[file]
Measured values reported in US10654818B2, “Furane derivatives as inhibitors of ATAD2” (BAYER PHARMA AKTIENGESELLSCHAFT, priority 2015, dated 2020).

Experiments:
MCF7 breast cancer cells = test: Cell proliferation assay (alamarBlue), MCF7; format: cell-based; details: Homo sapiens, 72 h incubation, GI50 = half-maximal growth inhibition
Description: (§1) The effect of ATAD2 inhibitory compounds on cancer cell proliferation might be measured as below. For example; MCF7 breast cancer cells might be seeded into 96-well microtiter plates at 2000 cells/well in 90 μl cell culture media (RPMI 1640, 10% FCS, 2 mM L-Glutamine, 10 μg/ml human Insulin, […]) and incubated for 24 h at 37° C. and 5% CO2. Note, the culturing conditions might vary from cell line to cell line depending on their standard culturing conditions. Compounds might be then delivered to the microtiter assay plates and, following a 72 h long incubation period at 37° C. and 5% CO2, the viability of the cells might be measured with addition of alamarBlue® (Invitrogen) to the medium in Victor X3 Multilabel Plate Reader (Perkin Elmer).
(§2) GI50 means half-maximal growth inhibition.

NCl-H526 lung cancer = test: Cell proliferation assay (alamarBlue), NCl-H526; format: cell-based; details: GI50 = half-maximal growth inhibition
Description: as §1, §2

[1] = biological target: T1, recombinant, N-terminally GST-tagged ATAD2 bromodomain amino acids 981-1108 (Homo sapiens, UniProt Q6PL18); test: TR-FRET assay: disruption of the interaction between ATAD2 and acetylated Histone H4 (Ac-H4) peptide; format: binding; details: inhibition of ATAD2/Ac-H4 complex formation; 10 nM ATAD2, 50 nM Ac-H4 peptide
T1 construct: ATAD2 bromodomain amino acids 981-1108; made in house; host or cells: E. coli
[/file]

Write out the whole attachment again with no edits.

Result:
Measured values reported in US10654818B2, “Furane derivatives as inhibitors of ATAD2” (BAYER PHARMA AKTIENGESELLSCHAFT, priority 2015, dated 2020).

Experiments:
MCF7 breast cancer cells = test: Cell proliferation assay (alamarBlue), MCF7; format: cell-based; details: Homo sapiens, 72 h incubation, GI50 = half-maximal growth inhibition
Description: (§1) The effect of ATAD2 inhibitory compounds on cancer cell proliferation might be measured as below. For example; MCF7 breast cancer cells might be seeded into 96-well microtiter plates at 2000 cells/well in 90 μl cell culture media (RPMI 1640, 10% FCS, 2 mM L-Glutamine, 10 μg/ml human Insulin, […]) and incubated for 24 h at 37° C. and 5% CO2. Note, the culturing conditions might vary from cell line to cell line depending on their standard culturing conditions. Compounds might be then delivered to the microtiter assay plates and, following a 72 h long incubation period at 37° C. and 5% CO2, the viability of the cells might be measured with addition of alamarBlue® (Invitrogen) to the medium in Victor X3 Multilabel Plate Reader (Perkin Elmer).
(§2) GI50 means half-maximal growth inhibition.

NCl-H526 lung cancer = test: Cell proliferation assay (alamarBlue), NCl-H526; format: cell-based; details: GI50 = half-maximal growth inhibition
Description: as §1, §2

[1] = biological target: T1, recombinant, N-terminally GST-tagged ATAD2 bromodomain amino acids 981-1108 (Homo sapiens, UniProt Q6PL18); test: TR-FRET assay: disruption of the interaction between ATAD2 and acetylated Histone H4 (Ac-H4) peptide; format: binding; details: inhibition of ATAD2/Ac-H4 complex formation; 10 nM ATAD2, 50 nM Ac-H4 peptide
T1 construct: ATAD2 bromodomain amino acids 981-1108; made in house; host or cells: E. coli